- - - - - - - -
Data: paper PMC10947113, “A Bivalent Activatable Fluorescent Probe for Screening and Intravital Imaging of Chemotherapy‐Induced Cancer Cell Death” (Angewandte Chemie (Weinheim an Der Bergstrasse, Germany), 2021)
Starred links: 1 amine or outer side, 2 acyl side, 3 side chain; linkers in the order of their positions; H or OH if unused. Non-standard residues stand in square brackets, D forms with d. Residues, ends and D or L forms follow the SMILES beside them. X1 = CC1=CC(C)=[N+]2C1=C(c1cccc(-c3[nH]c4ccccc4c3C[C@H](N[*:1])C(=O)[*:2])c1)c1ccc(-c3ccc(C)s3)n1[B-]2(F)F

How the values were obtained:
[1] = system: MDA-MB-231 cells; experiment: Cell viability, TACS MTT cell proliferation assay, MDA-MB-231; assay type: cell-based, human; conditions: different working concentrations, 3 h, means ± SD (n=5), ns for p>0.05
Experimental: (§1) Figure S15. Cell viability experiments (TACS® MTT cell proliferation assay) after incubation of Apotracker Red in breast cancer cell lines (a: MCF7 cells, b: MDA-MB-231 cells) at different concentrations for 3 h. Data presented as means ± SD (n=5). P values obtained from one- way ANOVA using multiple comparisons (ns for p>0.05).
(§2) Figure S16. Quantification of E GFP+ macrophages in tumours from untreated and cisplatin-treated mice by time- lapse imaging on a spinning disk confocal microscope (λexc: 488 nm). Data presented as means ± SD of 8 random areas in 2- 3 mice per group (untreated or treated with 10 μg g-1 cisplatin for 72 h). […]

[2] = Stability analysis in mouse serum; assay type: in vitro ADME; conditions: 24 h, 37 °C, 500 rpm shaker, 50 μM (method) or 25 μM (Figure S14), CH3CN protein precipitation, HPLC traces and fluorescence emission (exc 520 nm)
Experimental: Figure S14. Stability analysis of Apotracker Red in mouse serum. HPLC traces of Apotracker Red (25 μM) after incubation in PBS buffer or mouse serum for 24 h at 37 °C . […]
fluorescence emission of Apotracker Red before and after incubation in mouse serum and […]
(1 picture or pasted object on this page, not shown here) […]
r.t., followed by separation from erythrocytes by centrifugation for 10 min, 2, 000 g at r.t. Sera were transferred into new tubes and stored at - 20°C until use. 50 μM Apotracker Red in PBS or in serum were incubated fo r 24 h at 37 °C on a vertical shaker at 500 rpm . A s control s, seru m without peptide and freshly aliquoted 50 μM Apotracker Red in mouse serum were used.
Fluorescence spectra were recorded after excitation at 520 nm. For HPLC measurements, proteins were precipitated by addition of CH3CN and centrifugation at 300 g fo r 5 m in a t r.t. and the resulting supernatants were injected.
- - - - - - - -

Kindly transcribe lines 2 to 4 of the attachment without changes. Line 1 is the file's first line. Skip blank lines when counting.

Starred links: 1 amine or outer side, 2 acyl side, 3 side chain; linkers in the order of their positions; H or OH if unused. Non-standard residues stand in square brackets, D forms with d. Residues, ends and D or L forms follow the SMILES beside them. X1 = CC1=CC(C)=[N+]2C1=C(c1cccc(-c3[nH]c4ccccc4c3C[C@H](N[*:1])C(=O)[*:2])c1)c1ccc(-c3ccc(C)s3)n1[B-]2(F)F

How the values were obtained:
[1] = system: MDA-MB-231 cells; experiment: Cell viability, TACS MTT cell proliferation assay, MDA-MB-231; assay type: cell-based, human; conditions: different working concentrations, 3 h, means ± SD (n=5), ns for p>0.05